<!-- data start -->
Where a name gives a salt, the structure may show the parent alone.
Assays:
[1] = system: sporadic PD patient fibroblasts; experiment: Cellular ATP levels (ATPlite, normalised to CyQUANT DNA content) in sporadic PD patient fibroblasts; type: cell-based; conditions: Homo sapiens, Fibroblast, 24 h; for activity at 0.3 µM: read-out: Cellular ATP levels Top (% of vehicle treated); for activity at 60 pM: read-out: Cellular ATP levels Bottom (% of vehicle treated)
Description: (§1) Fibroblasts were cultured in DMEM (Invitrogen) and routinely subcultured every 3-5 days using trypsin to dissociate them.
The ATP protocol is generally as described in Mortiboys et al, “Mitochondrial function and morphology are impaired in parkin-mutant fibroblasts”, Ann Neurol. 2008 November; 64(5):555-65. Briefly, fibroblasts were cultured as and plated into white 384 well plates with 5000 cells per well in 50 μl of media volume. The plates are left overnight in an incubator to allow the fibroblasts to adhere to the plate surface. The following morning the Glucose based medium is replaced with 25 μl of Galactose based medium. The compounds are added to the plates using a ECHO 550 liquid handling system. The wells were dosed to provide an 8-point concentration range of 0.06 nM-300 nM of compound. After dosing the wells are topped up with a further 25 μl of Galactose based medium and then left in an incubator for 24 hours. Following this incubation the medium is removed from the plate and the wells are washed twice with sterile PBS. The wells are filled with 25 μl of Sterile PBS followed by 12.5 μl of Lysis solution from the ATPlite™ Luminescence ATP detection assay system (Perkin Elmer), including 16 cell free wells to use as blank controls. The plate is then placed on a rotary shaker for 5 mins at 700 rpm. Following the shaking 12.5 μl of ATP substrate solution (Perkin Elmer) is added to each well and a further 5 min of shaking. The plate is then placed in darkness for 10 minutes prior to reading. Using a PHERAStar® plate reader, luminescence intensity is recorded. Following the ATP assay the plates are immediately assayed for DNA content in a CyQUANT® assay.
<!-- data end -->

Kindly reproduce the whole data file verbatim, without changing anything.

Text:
Where a name gives a salt, the structure may show the parent alone.
Assays:
[1] = system: sporadic PD patient fibroblasts; experiment: Cellular ATP levels (ATPlite, normalised to CyQUANT DNA content) in sporadic PD patient fibroblasts; type: cell-based; conditions: Homo sapiens, Fibroblast, 24 h; for activity at 0.3 µM: read-out: Cellular ATP levels Top (% of vehicle treated); for activity at 60 pM: read-out: Cellular ATP levels Bottom (% of vehicle treated)
Description: (§1) Fibroblasts were cultured in DMEM (Invitrogen) and routinely subcultured every 3-5 days using trypsin to dissociate them.
The ATP protocol is generally as described in Mortiboys et al, “Mitochondrial function and morphology are impaired in parkin-mutant fibroblasts”, Ann Neurol. 2008 November; 64(5):555-65. Briefly, fibroblasts were cultured as and plated into white 384 well plates with 5000 cells per well in 50 μl of media volume. The plates are left overnight in an incubator to allow the fibroblasts to adhere to the plate surface. The following morning the Glucose based medium is replaced with 25 μl of Galactose based medium. The compounds are added to the plates using a ECHO 550 liquid handling system. The wells were dosed to provide an 8-point concentration range of 0.06 nM-300 nM of compound. After dosing the wells are topped up with a further 25 μl of Galactose based medium and then left in an incubator for 24 hours. Following this incubation the medium is removed from the plate and the wells are washed twice with sterile PBS. The wells are filled with 25 μl of Sterile PBS followed by 12.5 μl of Lysis solution from the ATPlite™ Luminescence ATP detection assay system (Perkin Elmer), including 16 cell free wells to use as blank controls. The plate is then placed on a rotary shaker for 5 mins at 700 rpm. Following the shaking 12.5 μl of ATP substrate solution (Perkin Elmer) is added to each well and a further 5 min of shaking. The plate is then placed in darkness for 10 minutes prior to reading. Using a PHERAStar® plate reader, luminescence intensity is recorded. Following the ATP assay the plates are immediately assayed for DNA content in a CyQUANT® assay.